## hamming metric

yes, so one of x_k is 0 then?
 Blog Entries: 8 Recognitions: Gold Member Science Advisor Staff Emeritus So, did you figure out why $$\sum_{k=0}^{+\infty}{\frac{x_k}{2^k}}<1$$ if one of the xk is 0?
 Isn't it because that means the sum above is the difference of two other sums?

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 Quote by Metric_Space Isn't it because that means the sum above is the difference of two other sums?
I'm not sure what you mean. Which other sums?
 one that sums to one, and one that has a zero at the kth entry?
 Blog Entries: 8 Recognitions: Gold Member Science Advisor Staff Emeritus Yes, indeed! So, now we have shown that only (1,1,1,...) has the property that $$\sum_{k=1}^{+\infty}{\frac{x_k}{2^k}}=1$$. So, can you now describe the ball around (0,0,0,...) with radius 1?
 Would it be all entries are 1? But it wouldn't be finite...would it?

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 Quote by Metric_Space Would it be all entries are 1? But it wouldn't be finite...would it?
No, this isn't correct. I want you to find the set

$$\left\{(x_1,x_2,x_3,...)~\mid~\sum_{k=1}^{+\infty}{\frac{x_k}{2^k}}<1\r ight\}$$

So...
 Isn't that just all the (x_1,x_2, ...) minus the entry with (1,1,1,1...)?
 Blog Entries: 8 Recognitions: Gold Member Science Advisor Staff Emeritus Indeed, so the ball around (0,0,0,...) with radius 1 is everything except (1,1,1,1,...). So, now the obvious generalization: what is the ball around $(a_1,a_2,a_3,...)$ with radius 1?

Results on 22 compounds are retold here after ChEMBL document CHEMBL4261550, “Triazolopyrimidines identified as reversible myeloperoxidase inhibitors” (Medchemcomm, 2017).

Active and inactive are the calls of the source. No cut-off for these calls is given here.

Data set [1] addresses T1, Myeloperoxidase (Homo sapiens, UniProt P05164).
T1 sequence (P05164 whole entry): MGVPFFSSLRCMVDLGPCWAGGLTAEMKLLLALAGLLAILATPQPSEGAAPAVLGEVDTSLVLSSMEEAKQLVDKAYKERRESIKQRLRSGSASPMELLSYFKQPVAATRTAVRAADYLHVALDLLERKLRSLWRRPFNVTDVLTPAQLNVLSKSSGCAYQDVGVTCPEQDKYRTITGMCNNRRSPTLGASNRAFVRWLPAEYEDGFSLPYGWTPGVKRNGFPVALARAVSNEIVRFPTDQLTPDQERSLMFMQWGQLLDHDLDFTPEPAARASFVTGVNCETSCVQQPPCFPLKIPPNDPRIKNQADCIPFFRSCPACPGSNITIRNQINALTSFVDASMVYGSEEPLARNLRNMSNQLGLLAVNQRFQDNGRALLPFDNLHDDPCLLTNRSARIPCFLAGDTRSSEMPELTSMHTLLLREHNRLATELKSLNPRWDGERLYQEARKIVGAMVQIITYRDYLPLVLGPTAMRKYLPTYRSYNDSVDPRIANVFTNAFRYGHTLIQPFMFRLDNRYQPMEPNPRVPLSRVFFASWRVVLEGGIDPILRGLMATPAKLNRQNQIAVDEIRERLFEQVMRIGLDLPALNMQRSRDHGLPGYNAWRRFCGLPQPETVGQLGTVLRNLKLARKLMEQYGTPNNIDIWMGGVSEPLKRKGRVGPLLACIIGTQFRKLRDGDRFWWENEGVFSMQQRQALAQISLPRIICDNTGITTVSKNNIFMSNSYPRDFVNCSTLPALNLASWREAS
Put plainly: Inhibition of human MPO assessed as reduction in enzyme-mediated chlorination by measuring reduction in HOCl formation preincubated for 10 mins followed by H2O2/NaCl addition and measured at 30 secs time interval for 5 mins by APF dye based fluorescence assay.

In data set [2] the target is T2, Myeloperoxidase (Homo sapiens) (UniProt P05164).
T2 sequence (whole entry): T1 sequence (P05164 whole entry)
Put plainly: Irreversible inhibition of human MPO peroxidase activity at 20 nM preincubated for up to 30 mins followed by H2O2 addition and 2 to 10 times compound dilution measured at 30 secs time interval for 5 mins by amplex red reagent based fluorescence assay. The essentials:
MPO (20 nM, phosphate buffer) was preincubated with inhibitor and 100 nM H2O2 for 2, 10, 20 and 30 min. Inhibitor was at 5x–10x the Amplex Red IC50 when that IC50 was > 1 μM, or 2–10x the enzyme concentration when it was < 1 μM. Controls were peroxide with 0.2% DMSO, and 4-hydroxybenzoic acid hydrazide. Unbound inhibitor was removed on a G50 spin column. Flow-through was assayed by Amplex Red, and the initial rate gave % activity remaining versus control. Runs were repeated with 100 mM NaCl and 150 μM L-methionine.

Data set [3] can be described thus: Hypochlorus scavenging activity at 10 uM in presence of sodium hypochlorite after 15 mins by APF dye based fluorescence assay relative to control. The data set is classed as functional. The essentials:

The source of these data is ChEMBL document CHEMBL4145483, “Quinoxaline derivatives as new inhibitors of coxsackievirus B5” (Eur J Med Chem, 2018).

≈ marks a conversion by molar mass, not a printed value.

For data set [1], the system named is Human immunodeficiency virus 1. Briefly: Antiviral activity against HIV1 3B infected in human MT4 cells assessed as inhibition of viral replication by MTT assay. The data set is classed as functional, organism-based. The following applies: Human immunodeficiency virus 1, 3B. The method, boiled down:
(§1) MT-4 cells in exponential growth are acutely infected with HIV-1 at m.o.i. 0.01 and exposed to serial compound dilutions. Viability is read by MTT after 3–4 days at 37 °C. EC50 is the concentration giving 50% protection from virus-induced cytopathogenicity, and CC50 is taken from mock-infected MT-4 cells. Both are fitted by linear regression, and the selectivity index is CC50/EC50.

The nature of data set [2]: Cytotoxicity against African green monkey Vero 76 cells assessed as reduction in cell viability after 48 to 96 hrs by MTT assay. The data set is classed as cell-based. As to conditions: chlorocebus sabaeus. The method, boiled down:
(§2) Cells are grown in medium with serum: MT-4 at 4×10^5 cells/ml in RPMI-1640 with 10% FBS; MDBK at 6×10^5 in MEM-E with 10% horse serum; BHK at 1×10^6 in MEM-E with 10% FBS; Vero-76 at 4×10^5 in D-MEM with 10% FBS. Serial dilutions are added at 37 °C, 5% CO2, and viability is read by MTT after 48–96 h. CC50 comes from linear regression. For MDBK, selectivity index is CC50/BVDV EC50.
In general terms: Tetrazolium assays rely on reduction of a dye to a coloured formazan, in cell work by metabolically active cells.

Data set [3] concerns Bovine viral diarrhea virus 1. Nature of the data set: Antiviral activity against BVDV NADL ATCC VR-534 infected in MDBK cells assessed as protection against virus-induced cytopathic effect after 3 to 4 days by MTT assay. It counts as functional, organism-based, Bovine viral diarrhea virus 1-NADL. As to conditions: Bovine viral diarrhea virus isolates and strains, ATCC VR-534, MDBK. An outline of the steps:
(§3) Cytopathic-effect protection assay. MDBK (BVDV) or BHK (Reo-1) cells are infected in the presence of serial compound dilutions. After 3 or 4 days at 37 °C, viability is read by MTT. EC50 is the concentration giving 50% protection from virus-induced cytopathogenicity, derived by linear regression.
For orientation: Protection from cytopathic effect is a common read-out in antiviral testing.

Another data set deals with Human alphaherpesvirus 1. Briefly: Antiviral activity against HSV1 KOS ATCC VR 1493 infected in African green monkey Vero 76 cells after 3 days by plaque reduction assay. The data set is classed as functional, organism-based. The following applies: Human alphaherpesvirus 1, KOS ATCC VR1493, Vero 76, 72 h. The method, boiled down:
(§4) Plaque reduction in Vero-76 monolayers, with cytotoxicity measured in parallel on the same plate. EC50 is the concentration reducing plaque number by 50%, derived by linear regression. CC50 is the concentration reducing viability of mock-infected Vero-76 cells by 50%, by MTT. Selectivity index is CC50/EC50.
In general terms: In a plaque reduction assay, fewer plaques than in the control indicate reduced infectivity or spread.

would it be everything but (a_1,a_2, a_3, ...)?
 Blog Entries: 8 Recognitions: Gold Member Science Advisor Staff Emeritus Uuh, no, I get the impression that you're just guessing here. Obviously a=(a1,a2,a3,...) will be in the ball, since d(a,a)=0<1. Moreover, we have just calculated that the ball around (0,0,0,...) is everything but (1,1,1,...). Thus (0,0,0,...) is in the ball...
 ...I think I'll need another hint
 Blog Entries: 8 Recognitions: Gold Member Science Advisor Staff Emeritus For what sequence $(x_n)_n$, does $$\sum_{k=1}^{+\infty}{\frac{|x_k-a_k|}{2^k}}=1$$ It's basically the same as my last question (when the ak were simply 0). What must hold for |xk-ak| in order for the above series to be 1?
 |X_k-a_k| --> 0 as k--> infinity?

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You do know that $\frac{1}{2^k}|X_k-a_k|\rightarrow 0$, but I fail to see how it is relevant here...